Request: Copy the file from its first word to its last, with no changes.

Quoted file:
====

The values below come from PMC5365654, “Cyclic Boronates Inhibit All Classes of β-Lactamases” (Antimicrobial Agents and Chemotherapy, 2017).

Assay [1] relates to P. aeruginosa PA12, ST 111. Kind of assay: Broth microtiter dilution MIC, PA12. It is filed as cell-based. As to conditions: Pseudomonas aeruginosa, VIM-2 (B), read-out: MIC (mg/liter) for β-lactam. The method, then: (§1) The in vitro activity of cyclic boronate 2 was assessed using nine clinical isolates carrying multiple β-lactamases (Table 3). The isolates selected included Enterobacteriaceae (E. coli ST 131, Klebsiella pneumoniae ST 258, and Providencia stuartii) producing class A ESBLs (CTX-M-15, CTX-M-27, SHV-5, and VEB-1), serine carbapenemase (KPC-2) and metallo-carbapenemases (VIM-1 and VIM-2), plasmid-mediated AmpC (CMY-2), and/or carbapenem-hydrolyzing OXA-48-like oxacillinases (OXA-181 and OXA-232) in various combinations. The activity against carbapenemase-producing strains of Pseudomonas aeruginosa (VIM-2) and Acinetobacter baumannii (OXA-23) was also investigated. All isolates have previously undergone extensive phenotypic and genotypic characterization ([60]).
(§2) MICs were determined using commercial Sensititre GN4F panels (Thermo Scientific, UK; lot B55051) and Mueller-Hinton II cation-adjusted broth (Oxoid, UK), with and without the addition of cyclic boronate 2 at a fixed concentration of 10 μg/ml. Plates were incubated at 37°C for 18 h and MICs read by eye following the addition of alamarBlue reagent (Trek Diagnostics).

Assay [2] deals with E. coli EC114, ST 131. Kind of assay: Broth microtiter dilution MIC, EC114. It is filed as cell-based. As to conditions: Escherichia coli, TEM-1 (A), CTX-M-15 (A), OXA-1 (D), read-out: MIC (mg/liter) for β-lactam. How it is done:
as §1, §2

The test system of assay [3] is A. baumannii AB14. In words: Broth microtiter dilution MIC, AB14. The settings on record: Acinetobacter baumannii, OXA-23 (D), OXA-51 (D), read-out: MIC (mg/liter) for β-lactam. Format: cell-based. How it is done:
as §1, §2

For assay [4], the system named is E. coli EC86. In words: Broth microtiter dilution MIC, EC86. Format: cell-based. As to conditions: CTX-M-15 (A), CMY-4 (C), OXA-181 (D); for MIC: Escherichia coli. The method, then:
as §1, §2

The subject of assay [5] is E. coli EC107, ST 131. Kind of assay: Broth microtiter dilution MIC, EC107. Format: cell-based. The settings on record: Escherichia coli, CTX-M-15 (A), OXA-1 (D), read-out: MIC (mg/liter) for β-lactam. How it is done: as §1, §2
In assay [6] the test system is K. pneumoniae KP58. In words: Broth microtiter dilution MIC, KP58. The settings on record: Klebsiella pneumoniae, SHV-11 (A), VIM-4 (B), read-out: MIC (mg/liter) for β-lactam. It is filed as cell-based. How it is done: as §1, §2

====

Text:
The values below come from PMC5365654, “Cyclic Boronates Inhibit All Classes of β-Lactamases” (Antimicrobial Agents and Chemotherapy, 2017).

Assay [1] relates to P. aeruginosa PA12, ST 111. Kind of assay: Broth microtiter dilution MIC, PA12. It is filed as cell-based. As to conditions: Pseudomonas aeruginosa, VIM-2 (B), read-out: MIC (mg/liter) for β-lactam. The method, then: (§1) The in vitro activity of cyclic boronate 2 was assessed using nine clinical isolates carrying multiple β-lactamases (Table 3). The isolates selected included Enterobacteriaceae (E. coli ST 131, Klebsiella pneumoniae ST 258, and Providencia stuartii) producing class A ESBLs (CTX-M-15, CTX-M-27, SHV-5, and VEB-1), serine carbapenemase (KPC-2) and metallo-carbapenemases (VIM-1 and VIM-2), plasmid-mediated AmpC (CMY-2), and/or carbapenem-hydrolyzing OXA-48-like oxacillinases (OXA-181 and OXA-232) in various combinations. The activity against carbapenemase-producing strains of Pseudomonas aeruginosa (VIM-2) and Acinetobacter baumannii (OXA-23) was also investigated. All isolates have previously undergone extensive phenotypic and genotypic characterization ([60]).
(§2) MICs were determined using commercial Sensititre GN4F panels (Thermo Scientific, UK; lot B55051) and Mueller-Hinton II cation-adjusted broth (Oxoid, UK), with and without the addition of cyclic boronate 2 at a fixed concentration of 10 μg/ml. Plates were incubated at 37°C for 18 h and MICs read by eye following the addition of alamarBlue reagent (Trek Diagnostics).

Assay [2] deals with E. coli EC114, ST 131. Kind of assay: Broth microtiter dilution MIC, EC114. It is filed as cell-based. As to conditions: Escherichia coli, TEM-1 (A), CTX-M-15 (A), OXA-1 (D), read-out: MIC (mg/liter) for β-lactam. How it is done:
as §1, §2

The test system of assay [3] is A. baumannii AB14. In words: Broth microtiter dilution MIC, AB14. The settings on record: Acinetobacter baumannii, OXA-23 (D), OXA-51 (D), read-out: MIC (mg/liter) for β-lactam. Format: cell-based. How it is done:
as §1, §2

For assay [4], the system named is E. coli EC86. In words: Broth microtiter dilution MIC, EC86. Format: cell-based. As to conditions: CTX-M-15 (A), CMY-4 (C), OXA-181 (D); for MIC: Escherichia coli. The method, then:
as §1, §2

The subject of assay [5] is E. coli EC107, ST 131. Kind of assay: Broth microtiter dilution MIC, EC107. Format: cell-based. The settings on record: Escherichia coli, CTX-M-15 (A), OXA-1 (D), read-out: MIC (mg/liter) for β-lactam. How it is done: as §1, §2
In assay [6] the test system is K. pneumoniae KP58. In words: Broth microtiter dilution MIC, KP58. The settings on record: Klebsiella pneumoniae, SHV-11 (A), VIM-4 (B), read-out: MIC (mg/liter) for β-lactam. It is filed as cell-based. How it is done: as §1, §2